Budapest is a beautiful city, with stunning architecture, natural hot springs and an increasingly vibrant culinary scene. Whilst it’s not particularly known for its art it has more bronze statues than you can shake a stick at and the fascinating Memento Park. Here is Palate’s guide for things to do, places to eat, where to drink and how to get about in Hungary’s capital.
What to see and do
Please don’t leave Budapest without trying the thermal baths; if you don’t fancy the sprawling outdoor Széchenyi Spa public baths then try one of the smaller ones.
Gellért is a gorgeous maze of decorative tiles and ornate statues. Whilst Gellért is spectacularly ornamental and indulgent, Rudas feels somehow authentic, as if you have gone back in time – all sixteenth century stone arches and a copper dome with jewel-like coloured glass. A ticket upgrade at Rudas gives you access to the ‘wellness centre’, a series of Jacuzzi-type baths and a small panoramic outdoor pool overlooking the Danube.
You will need a towel, swimwear and poolside flip-flops for the thermal baths. Both Gellért and Rudas have a series of pools at different temperatures that you can navigate as you wish, and the same entry procedure of collecting your wristband, tapping it Oyster Card-style against the turnstile to get through and again to lock/unlock your cabin/locker. Tickets are for the full day, so you can go with the flow. Don’t plan much for the afternoon, as you will feel blissfully zoned out and relaxed.
Buda Castle, Matthias Church and Fisherman’s Bastion
If you’re only going to see one church make it this one. Majestic interiors, a small museum and sweeping views across the river (you don’t need to pay for the tower – the view is almost identical from the café).
Boat tour along the Danube
If you can resist adding drinks, dinner and live music (which really shouldn’t be too difficult), there are reasonably-priced day- and night-time cruises that are an enjoyable way to pass an hour or so and a perfect way to appreciate some of the fabulous buildings fronting the river.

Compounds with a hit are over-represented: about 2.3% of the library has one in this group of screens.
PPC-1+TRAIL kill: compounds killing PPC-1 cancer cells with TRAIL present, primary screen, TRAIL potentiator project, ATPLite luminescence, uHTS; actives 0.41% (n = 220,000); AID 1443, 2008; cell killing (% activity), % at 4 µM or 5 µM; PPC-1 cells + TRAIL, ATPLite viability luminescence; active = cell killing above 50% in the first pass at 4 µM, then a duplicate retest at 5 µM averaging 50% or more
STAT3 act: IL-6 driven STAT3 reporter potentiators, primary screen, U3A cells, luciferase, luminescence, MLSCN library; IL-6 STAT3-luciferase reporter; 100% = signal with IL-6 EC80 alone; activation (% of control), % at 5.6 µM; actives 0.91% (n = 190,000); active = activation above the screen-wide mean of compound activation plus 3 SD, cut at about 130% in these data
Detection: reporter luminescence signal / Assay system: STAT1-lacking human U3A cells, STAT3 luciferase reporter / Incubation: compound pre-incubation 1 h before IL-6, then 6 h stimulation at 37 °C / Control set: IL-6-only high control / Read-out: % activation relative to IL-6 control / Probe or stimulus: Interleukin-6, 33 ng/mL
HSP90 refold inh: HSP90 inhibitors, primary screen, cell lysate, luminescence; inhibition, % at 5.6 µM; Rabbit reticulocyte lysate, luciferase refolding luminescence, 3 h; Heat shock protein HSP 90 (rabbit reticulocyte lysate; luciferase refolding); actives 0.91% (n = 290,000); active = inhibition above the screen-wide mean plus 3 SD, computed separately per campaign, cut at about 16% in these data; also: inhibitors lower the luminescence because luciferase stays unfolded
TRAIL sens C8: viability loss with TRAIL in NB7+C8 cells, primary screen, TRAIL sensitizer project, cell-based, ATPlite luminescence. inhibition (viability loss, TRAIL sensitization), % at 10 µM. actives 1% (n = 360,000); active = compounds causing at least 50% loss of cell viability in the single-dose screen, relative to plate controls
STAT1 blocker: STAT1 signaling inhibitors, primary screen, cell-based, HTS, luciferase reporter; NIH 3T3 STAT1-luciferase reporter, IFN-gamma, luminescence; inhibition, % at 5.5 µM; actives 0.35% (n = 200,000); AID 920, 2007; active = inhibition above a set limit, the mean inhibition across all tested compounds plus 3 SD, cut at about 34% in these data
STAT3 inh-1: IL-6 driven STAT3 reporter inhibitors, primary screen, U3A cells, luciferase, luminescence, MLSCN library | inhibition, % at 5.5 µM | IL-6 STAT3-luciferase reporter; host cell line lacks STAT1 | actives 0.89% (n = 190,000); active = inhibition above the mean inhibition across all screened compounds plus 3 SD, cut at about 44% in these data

Rub the fat policeman’s belly
Much like Il Porcellino in Florence, the super-shiny area on the statue is a major hint. Apparently, it makes you lucky in love; I’ll keep you posted.
Shoes on the Danube Bank
Just along from the Hungarian Parliament is this powerful memorial to the hundreds of men, women and children who were lined up along the bank and shot by Budapest’s Arrow Cross militiamen, so the river would carry their bodies away.
This statue of a woman holding a palm leaf aloft is a recurring symbol of liberation. You can go and view this but, be warned: there are LOTS of steep steps and current renovation work (at the time of writing) means that unless you can get right to the front of the crowds, you’ll just get a photo of a fence.
Dohány Street/Great Synagogue
This is the second-largest synagogue in the world. It’s worth reading up a little about its background and why it has some decorative elements in common with Catholic churches. Tickets are on the pricy side but you get a lot for your money: not only the synagogue interior but also a small museum on Jewish religious beliefs and daily life plus some moving and beautiful art work in the garden, including the Holocaust Tree of Life Memorial. Men need to cover their heads (disposable paper yarmulke are available) and women their shoulders.